I watched his daughter and her strength as she played her dad's favorite songs at the service. His son gave the message. I had known him as a kid growing up and so even though I knew he was now a Pastor of his own church it was still hard for me to picture. His message was very moving and the greatest portrait of a living legacy of his dad. He referenced sayings and scriptures that were important to his dad. His mannerisms and even his voice reminded me of his dad. But his humor and message was his own and an awesome tribute. I have read John 11 and heard messages on it before but he had my attention from beginning to end. It was about listening to God and faith. And at the end he teared up (I still get tears in my eyes) and he said that we should be wanting to join Pastor in heaven not want him to be back down here with us. Those words are hard to hear but meaningful all in one. I think all of us hold on a little too tightly to this world. I know I do.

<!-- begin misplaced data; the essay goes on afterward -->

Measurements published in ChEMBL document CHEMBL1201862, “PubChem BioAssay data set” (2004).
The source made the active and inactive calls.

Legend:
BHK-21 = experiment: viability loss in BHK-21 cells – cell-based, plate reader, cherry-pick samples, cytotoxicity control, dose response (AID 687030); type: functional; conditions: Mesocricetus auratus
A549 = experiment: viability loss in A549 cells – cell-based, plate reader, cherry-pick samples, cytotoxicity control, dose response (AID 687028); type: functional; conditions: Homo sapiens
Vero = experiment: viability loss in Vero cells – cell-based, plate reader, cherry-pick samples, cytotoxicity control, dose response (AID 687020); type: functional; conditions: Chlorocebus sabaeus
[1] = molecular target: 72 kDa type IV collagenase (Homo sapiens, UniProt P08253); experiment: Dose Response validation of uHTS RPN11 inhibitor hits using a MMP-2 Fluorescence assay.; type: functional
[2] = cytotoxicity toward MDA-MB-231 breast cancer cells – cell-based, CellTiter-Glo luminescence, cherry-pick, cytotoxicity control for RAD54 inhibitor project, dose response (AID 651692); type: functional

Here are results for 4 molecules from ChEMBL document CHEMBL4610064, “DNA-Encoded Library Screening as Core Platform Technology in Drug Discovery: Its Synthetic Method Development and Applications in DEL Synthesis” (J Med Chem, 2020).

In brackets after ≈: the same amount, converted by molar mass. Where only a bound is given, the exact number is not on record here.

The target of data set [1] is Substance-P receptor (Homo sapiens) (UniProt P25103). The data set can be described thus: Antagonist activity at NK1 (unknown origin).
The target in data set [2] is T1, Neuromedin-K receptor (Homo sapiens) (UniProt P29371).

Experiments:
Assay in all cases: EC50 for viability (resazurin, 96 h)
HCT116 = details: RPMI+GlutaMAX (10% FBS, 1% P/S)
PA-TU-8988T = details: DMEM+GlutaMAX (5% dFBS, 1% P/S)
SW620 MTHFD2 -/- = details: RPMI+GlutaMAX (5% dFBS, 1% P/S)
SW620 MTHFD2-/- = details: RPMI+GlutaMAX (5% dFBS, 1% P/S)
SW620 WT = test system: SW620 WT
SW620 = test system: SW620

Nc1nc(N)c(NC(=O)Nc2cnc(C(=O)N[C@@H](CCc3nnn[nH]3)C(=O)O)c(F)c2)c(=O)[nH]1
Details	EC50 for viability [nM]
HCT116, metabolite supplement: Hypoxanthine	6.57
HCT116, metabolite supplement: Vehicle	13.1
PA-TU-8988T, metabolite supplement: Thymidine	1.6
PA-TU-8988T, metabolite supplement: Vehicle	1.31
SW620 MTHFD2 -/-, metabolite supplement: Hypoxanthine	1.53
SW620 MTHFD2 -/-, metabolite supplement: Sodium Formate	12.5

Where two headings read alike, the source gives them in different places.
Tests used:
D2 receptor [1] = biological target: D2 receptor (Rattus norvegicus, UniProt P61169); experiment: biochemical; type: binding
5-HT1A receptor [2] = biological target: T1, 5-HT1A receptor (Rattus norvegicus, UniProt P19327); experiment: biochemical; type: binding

One of my brothers came a long ways to be at the service also. As we were talking we realized that the biggest reason Pastor had meant so much to us was because we knew he cared about us. It was amazing how many people went to great lengths to come to the service because of what Pastor had meant to them. As a result his death leaves a big hole. But he also leaves a great legacy. Nichole Nordeman sings a song called Legacy. Here are a few words from the song that I think apply:

I want to leave a legacy
How will they remember me?